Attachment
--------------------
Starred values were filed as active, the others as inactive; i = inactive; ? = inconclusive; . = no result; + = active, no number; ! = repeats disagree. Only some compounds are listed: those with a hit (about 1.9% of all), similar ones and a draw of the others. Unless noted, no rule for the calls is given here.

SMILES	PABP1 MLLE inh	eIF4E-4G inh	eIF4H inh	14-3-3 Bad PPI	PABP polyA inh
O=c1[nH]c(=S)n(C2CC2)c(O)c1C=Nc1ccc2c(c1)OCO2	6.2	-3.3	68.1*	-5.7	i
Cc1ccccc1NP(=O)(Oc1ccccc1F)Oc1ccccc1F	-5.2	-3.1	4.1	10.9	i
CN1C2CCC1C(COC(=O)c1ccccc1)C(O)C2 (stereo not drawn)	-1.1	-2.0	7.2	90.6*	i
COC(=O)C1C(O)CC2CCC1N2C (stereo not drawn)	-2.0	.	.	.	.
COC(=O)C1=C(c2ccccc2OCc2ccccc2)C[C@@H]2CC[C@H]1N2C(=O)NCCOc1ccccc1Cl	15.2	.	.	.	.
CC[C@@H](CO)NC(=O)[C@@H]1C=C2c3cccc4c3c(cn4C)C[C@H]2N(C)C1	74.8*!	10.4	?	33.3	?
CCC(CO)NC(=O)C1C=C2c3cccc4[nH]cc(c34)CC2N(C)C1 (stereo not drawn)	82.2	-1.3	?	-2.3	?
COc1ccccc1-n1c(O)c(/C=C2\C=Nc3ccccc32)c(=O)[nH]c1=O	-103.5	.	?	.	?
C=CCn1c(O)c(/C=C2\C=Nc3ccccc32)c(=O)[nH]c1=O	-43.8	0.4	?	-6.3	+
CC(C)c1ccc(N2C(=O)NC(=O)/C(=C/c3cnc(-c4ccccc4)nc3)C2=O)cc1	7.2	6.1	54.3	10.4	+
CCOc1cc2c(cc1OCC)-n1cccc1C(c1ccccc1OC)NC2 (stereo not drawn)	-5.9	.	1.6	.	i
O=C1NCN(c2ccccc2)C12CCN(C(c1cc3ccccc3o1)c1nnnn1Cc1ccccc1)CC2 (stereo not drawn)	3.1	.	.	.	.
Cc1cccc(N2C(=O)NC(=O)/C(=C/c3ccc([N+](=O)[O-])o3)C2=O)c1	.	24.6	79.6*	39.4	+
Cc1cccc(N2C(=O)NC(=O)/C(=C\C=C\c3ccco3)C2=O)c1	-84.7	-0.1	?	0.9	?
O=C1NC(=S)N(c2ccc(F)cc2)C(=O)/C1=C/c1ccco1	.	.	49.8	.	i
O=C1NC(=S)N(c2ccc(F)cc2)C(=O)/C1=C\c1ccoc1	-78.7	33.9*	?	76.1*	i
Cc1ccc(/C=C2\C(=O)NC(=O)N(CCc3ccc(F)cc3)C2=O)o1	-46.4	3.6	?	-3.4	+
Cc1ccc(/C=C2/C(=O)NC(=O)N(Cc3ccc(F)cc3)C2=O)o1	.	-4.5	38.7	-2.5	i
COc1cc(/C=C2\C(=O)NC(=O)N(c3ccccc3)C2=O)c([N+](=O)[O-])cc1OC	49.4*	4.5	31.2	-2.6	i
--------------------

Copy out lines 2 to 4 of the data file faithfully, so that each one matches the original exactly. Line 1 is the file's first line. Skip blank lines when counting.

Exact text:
SMILES	PABP1 MLLE inh	eIF4E-4G inh	eIF4H inh	14-3-3 Bad PPI	PABP polyA inh
O=c1[nH]c(=S)n(C2CC2)c(O)c1C=Nc1ccc2c(c1)OCO2	6.2	-3.3	68.1*	-5.7	i
Cc1ccccc1NP(=O)(Oc1ccccc1F)Oc1ccccc1F	-5.2	-3.1	4.1	10.9	i